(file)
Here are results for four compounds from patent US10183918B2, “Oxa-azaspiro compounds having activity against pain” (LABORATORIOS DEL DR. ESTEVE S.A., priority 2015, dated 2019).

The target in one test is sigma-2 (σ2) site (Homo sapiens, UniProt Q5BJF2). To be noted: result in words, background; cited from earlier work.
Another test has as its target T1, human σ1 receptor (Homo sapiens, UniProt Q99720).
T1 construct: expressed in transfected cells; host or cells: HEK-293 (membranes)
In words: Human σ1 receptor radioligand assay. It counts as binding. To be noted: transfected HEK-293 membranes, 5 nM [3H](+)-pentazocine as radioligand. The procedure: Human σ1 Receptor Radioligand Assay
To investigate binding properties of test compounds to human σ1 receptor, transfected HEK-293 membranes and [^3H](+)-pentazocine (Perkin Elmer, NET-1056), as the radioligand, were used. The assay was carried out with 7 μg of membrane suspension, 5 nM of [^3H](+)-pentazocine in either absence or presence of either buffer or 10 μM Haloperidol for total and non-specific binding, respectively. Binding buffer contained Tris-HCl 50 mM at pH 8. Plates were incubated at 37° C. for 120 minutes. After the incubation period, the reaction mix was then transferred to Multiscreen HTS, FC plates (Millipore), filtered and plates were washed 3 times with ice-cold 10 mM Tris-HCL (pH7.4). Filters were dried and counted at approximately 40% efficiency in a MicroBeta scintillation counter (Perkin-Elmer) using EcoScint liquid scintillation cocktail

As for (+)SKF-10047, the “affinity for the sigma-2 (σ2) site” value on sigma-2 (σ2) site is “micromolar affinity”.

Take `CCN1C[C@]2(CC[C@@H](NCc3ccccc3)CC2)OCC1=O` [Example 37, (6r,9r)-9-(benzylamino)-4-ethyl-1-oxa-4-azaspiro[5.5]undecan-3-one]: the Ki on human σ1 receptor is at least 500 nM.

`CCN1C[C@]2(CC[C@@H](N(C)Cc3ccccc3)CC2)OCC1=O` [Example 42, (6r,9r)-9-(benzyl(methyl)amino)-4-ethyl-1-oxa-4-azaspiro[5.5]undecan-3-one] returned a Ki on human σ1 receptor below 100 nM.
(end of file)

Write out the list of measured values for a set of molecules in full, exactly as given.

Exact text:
Here are results for four compounds from patent US10183918B2, “Oxa-azaspiro compounds having activity against pain” (LABORATORIOS DEL DR. ESTEVE S.A., priority 2015, dated 2019).

The target in one test is sigma-2 (σ2) site (Homo sapiens, UniProt Q5BJF2). To be noted: result in words, background; cited from earlier work.
Another test has as its target T1, human σ1 receptor (Homo sapiens, UniProt Q99720).
T1 construct: expressed in transfected cells; host or cells: HEK-293 (membranes)
In words: Human σ1 receptor radioligand assay. It counts as binding. To be noted: transfected HEK-293 membranes, 5 nM [3H](+)-pentazocine as radioligand. The procedure: Human σ1 Receptor Radioligand Assay
To investigate binding properties of test compounds to human σ1 receptor, transfected HEK-293 membranes and [^3H](+)-pentazocine (Perkin Elmer, NET-1056), as the radioligand, were used. The assay was carried out with 7 μg of membrane suspension, 5 nM of [^3H](+)-pentazocine in either absence or presence of either buffer or 10 μM Haloperidol for total and non-specific binding, respectively. Binding buffer contained Tris-HCl 50 mM at pH 8. Plates were incubated at 37° C. for 120 minutes. After the incubation period, the reaction mix was then transferred to Multiscreen HTS, FC plates (Millipore), filtered and plates were washed 3 times with ice-cold 10 mM Tris-HCL (pH7.4). Filters were dried and counted at approximately 40% efficiency in a MicroBeta scintillation counter (Perkin-Elmer) using EcoScint liquid scintillation cocktail

As for (+)SKF-10047, the “affinity for the sigma-2 (σ2) site” value on sigma-2 (σ2) site is “micromolar affinity”.

Take `CCN1C[C@]2(CC[C@@H](NCc3ccccc3)CC2)OCC1=O` [Example 37, (6r,9r)-9-(benzylamino)-4-ethyl-1-oxa-4-azaspiro[5.5]undecan-3-one]: the Ki on human σ1 receptor is at least 500 nM.

`CCN1C[C@]2(CC[C@@H](N(C)Cc3ccccc3)CC2)OCC1=O` [Example 42, (6r,9r)-9-(benzyl(methyl)amino)-4-ethyl-1-oxa-4-azaspiro[5.5]undecan-3-one] returned a Ki on human σ1 receptor below 100 nM.